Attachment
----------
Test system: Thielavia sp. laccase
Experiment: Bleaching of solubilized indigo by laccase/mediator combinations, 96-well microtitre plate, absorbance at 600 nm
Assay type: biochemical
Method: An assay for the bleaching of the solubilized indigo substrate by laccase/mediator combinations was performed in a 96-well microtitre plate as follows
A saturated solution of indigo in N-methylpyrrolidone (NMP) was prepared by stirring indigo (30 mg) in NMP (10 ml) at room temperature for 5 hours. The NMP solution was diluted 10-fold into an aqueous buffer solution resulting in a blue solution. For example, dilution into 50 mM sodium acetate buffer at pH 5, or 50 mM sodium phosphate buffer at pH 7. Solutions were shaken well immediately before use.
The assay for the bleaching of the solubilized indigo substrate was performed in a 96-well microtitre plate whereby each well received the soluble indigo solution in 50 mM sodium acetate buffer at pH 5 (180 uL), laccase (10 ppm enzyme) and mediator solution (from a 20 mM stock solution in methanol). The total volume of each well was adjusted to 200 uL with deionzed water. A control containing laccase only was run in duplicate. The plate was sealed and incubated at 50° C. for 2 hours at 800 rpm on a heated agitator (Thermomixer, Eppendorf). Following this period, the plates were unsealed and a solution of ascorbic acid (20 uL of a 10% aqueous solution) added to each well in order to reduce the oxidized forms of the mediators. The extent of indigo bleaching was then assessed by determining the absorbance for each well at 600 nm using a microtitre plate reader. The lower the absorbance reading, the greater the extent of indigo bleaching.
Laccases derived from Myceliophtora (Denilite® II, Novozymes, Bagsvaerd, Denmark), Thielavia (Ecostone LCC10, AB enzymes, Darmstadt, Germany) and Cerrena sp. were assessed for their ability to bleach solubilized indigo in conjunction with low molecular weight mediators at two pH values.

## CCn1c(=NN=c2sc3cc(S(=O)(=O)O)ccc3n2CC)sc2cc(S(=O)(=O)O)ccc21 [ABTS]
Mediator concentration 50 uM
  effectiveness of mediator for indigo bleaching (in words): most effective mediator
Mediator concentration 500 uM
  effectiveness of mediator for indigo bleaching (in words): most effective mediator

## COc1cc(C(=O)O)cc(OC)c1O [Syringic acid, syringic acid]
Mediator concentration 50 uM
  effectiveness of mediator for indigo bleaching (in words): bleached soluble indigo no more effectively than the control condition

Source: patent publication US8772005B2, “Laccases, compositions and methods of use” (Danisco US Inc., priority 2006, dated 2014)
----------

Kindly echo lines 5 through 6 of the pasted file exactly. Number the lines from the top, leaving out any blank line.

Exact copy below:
A saturated solution of indigo in N-methylpyrrolidone (NMP) was prepared by stirring indigo (30 mg) in NMP (10 ml) at room temperature for 5 hours. The NMP solution was diluted 10-fold into an aqueous buffer solution resulting in a blue solution. For example, dilution into 50 mM sodium acetate buffer at pH 5, or 50 mM sodium phosphate buffer at pH 7. Solutions were shaken well immediately before use.
The assay for the bleaching of the solubilized indigo substrate was performed in a 96-well microtitre plate whereby each well received the soluble indigo solution in 50 mM sodium acetate buffer at pH 5 (180 uL), laccase (10 ppm enzyme) and mediator solution (from a 20 mM stock solution in methanol). The total volume of each well was adjusted to 200 uL with deionzed water. A control containing laccase only was run in duplicate. The plate was sealed and incubated at 50° C. for 2 hours at 800 rpm on a heated agitator (Thermomixer, Eppendorf). Following this period, the plates were unsealed and a solution of ascorbic acid (20 uL of a 10% aqueous solution) added to each well in order to reduce the oxidized forms of the mediators. The extent of indigo bleaching was then assessed by determining the absorbance for each well at 600 nm using a microtitre plate reader. The lower the absorbance reading, the greater the extent of indigo bleaching.